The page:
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Floating-point arithmetic evaluation on Linux/x86 (traditional FPU)

The zshmisc man page says:

  The  shell  can  perform  integer and floating point arithmetic, either
  using the builtin let, or via a substitution of the form $((...)).  For
  integers,  the  shell is usually compiled to use 8-byte precision where
  this is available, otherwise precision is 4 bytes.  This can be tested,
  for example, by giving the command `print - $(( 12345678901 ))'; if the
  number appears unchanged, the precision is at least 8 bytes.   Floating
  point arithmetic is always double precision.

But it is not true that zsh always uses double precision. It seems to
use the C double type, but this doesn't correspond to double precision
by default under Linux/x86 (when the traditional FPU is used, i.e. no
SSE2). For instance, I get:

vin:~> uname -a
Linux vin 2.6.22-1-686-bigmem #1 SMP Sun Jul 29 15:54:01 UTC 2007 i686 GNU/Linux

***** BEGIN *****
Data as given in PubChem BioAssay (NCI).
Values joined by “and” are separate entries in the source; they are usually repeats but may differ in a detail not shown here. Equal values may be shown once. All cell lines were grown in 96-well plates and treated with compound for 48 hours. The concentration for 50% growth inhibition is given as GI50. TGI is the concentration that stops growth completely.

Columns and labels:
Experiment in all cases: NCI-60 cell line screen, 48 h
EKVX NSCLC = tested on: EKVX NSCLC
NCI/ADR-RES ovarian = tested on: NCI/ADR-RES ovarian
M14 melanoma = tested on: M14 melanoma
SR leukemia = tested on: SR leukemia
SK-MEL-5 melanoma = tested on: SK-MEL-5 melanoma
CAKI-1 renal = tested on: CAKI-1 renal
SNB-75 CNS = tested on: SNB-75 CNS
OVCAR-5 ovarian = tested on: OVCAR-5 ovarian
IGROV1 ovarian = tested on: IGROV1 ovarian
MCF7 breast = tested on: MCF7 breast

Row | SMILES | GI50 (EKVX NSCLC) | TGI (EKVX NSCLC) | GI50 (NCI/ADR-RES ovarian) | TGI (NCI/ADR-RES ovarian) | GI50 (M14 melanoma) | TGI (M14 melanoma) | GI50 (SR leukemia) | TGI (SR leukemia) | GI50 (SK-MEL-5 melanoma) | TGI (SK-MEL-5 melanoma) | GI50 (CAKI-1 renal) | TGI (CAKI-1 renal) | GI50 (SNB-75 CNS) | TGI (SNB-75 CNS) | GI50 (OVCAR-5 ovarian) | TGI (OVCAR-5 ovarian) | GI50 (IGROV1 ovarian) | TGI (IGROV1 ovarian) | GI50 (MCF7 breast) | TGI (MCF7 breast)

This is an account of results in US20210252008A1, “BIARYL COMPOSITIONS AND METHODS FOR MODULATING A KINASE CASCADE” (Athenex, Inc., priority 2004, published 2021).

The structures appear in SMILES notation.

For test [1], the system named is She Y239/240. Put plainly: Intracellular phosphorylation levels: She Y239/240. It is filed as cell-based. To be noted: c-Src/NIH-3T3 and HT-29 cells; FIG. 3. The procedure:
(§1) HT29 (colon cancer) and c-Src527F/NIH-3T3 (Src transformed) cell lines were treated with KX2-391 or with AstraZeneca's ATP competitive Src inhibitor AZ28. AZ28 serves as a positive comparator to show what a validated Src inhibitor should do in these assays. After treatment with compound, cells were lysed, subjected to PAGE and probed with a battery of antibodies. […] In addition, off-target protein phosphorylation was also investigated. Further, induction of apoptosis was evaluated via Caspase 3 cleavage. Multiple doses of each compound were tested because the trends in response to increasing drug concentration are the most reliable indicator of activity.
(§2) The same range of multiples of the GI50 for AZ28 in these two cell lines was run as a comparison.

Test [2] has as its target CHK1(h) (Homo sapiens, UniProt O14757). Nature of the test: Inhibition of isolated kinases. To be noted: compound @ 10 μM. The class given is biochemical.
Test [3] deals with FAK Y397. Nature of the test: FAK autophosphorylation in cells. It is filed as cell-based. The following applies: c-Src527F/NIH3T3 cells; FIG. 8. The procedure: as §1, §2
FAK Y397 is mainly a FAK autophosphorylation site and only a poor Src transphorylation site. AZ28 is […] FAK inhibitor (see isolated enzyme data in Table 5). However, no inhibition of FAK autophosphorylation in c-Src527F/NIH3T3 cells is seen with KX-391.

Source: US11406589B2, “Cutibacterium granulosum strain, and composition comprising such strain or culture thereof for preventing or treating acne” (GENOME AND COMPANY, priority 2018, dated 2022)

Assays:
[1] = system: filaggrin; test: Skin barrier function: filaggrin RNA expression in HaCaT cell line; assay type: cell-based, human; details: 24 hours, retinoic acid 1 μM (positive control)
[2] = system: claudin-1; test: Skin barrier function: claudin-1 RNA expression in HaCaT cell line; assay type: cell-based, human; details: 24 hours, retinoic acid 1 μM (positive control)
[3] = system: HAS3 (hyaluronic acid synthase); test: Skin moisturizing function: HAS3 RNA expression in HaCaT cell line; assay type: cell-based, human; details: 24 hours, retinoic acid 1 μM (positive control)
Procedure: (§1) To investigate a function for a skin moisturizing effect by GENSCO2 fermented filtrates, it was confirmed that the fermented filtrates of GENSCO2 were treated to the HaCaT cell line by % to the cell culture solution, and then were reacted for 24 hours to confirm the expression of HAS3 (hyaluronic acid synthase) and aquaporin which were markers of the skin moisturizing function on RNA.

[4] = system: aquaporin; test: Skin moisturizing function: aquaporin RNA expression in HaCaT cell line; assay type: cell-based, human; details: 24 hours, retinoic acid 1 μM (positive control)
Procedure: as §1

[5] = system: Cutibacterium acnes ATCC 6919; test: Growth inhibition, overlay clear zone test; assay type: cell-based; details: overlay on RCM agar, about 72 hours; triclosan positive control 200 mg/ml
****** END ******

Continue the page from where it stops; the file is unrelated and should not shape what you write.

vin:~> echo $((9007199254740994.0+(1.0-1/65536.0)-9007199254740994.0))

instead of "0." on other machines, due to the "double rounding"
effect. More information about this problem on:


Either zsh should switch to double precision (assuming that modules
and so on won't change the precision back to the extended precision),
or the zsh documentation should be changed.

Vincent Lefèvre <vincent@xxxxxxxxxx> - Web: <http://www.vinc17.org/>
100% accessible validated (X)HTML - Blog: <http://www.vinc17.org/blog/>
Work: CR INRIA - computer arithmetic / Arenaire project (LIP, ENS-Lyon)

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